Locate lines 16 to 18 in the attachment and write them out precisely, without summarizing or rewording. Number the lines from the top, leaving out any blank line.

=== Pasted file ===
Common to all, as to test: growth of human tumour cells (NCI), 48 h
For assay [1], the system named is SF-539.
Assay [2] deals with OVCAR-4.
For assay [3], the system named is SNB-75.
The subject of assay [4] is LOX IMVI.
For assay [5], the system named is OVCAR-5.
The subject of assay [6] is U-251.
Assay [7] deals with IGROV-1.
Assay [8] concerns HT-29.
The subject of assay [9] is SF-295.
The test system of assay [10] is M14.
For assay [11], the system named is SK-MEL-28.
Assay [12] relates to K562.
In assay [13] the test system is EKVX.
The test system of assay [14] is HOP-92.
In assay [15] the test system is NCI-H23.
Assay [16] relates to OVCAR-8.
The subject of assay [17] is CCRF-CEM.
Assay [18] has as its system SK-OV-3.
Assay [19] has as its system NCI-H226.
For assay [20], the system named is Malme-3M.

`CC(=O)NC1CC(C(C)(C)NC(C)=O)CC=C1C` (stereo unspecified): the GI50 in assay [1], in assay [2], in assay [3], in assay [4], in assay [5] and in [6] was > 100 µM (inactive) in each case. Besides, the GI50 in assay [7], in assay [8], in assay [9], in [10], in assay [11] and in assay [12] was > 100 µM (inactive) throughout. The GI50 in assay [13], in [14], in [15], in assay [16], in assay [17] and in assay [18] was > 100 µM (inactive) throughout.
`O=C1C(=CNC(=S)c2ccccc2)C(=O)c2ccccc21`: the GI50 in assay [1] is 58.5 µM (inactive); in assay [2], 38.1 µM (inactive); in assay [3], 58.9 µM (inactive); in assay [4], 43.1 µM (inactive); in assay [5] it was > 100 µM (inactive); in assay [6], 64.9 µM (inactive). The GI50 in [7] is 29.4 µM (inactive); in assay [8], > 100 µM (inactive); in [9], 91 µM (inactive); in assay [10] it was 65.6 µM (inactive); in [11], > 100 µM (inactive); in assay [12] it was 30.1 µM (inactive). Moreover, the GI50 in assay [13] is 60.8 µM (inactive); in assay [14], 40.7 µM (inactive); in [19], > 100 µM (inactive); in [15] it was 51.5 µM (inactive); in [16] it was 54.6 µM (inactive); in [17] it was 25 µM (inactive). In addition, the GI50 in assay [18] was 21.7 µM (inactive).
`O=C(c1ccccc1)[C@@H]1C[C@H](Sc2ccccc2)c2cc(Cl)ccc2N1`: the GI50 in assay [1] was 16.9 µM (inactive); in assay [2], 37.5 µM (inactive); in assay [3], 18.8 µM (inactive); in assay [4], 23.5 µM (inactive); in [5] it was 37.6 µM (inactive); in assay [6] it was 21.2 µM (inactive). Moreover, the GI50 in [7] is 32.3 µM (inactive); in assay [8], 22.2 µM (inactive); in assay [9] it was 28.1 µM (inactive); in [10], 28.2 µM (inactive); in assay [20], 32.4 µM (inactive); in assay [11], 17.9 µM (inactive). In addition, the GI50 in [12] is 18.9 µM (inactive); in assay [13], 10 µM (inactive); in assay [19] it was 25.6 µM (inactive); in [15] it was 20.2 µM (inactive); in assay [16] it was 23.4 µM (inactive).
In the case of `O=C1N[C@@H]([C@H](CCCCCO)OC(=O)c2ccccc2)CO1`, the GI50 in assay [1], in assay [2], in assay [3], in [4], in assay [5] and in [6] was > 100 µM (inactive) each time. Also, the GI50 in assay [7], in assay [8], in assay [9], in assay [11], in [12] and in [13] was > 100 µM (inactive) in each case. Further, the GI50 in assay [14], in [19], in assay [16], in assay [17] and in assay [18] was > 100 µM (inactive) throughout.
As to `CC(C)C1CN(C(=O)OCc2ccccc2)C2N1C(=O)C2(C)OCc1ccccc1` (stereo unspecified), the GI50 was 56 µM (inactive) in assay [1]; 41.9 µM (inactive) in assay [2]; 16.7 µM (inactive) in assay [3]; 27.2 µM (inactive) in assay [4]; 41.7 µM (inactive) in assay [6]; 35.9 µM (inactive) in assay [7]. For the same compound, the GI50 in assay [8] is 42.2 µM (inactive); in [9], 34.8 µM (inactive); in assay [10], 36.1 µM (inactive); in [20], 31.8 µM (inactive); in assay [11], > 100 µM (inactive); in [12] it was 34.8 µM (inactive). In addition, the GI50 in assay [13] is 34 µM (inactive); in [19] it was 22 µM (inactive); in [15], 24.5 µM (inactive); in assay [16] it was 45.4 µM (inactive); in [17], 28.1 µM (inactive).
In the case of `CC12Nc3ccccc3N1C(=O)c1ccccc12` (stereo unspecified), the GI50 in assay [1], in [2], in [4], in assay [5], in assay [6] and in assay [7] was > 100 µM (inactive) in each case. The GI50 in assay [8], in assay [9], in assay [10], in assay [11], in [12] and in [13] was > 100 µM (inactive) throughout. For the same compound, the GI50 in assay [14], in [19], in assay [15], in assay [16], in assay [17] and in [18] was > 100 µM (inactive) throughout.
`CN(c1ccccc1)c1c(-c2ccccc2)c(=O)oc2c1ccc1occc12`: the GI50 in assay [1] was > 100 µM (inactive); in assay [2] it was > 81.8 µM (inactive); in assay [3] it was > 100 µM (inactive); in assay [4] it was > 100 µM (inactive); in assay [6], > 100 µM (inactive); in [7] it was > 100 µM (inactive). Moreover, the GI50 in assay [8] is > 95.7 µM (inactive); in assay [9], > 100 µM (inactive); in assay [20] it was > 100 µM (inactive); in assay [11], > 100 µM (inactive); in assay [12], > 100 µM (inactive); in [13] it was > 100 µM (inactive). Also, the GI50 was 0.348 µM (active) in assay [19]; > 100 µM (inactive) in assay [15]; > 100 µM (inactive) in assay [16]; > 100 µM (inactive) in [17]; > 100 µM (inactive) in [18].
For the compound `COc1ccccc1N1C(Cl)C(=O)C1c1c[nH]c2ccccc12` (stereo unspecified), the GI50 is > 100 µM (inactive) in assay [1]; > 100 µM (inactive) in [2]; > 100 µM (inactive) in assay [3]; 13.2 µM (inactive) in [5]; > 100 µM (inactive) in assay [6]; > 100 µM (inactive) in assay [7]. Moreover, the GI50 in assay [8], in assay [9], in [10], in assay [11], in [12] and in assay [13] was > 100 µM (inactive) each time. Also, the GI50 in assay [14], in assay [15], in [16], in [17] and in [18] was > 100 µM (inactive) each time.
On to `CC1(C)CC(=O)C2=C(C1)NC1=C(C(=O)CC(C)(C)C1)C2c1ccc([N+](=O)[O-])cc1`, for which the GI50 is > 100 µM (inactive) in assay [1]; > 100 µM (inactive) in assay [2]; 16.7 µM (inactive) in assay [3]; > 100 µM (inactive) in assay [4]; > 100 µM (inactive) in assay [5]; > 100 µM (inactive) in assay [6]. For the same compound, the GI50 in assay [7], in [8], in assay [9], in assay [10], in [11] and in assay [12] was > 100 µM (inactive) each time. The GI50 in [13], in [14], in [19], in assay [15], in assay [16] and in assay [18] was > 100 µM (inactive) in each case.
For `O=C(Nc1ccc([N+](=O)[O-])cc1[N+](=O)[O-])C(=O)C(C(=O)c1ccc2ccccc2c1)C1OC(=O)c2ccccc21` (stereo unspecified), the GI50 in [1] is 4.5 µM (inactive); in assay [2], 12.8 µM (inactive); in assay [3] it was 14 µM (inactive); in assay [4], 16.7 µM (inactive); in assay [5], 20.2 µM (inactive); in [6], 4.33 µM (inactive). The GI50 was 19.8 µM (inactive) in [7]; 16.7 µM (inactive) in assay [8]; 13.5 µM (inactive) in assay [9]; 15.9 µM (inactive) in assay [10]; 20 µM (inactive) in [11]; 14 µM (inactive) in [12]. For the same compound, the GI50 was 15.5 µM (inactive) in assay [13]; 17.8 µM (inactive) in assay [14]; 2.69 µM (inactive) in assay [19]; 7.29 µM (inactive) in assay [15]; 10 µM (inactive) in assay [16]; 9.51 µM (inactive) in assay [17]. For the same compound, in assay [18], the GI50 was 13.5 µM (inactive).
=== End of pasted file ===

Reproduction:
In assay [15] the test system is NCI-H23.
Assay [16] relates to OVCAR-8.
The subject of assay [17] is CCRF-CEM.